Materials Science Research Lecture
The ability to create and investigate composite fermionic phases opens new avenues for the investigation of strongly correlated quantum matter. I will describe the experimental observation of a series of quantized conductance steps within strongly interacting electron waveguides formed at the LaAlO3/SrTiO3 interface. The waveguide conductance follows a characteristic sequence within Pascal's triangle: (1, 3, 6, 10, 15,…)*e2/h, where e is the electron charge and h is the Planck constant. The robustness of these steps with respect to magnetic field and gate voltage indicate the formation of a new family of degenerate quantum liquids formed from bound states of n = 2, 3, 4, … electrons. These experiments could provide solid-state analogues for a wide range of composite fermionic phases ranging from neutron stars to solid-state materials to quark-gluon plasmas.
More about the Speaker:
Dr. Jeremy Levy is a Distinguished Professor of Condensed Matter Physics at the University of Pittsburgh in the Department of Physics and Astronomy, and Director of the Pittsburgh Quantum Institute. He received an A.B. degree in physics from Harvard University in 1988, and a Ph.D. degree in physics from UC Santa Barbara in 1993. After a postdoctoral position at UC Santa Barbara, he joined the University of Pittsburgh in 1996. His research interests center around the emerging field of oxide nanoelectronics, experimental and theoretical realizations for quantum computation, semiconductor and oxide spintronics, quantum transport and nanoscale optics, and dynamical phenomena in oxide materials and films.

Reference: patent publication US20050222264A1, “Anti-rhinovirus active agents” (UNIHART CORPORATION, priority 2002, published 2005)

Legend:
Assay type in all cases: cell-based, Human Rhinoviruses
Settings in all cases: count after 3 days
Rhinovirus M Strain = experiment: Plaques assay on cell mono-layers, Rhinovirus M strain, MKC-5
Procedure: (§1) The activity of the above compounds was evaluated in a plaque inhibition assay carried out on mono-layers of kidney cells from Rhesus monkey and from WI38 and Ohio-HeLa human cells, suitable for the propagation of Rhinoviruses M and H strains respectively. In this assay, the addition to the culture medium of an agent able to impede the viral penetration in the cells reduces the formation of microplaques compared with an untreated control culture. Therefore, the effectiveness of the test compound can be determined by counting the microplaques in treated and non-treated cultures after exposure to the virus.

Dr. Levy is Director of the Pittsburgh Quantum Institute, the Center for Oxide-Semiconductor Materials for Quantum Computation, a Multidisciplinary University Research Initiative (MURI) on Quantum Preservation, Simulation and Transfer in Oxide Nanostructures, and a NSF Nanoelectronics for 2020 and Beyond program, and a Class of 2015 National Security Science and Engineering Faculty Fellow (NSSEFF). He is a Fellow of the American Physical Society, and is the recipient of the 2008 Nano50 Innovator Award, and the NSF Career Award. He has received the University of Pittsburgh's Chancellor's Distinguished awards for research (2004, 2011) and teaching (2007).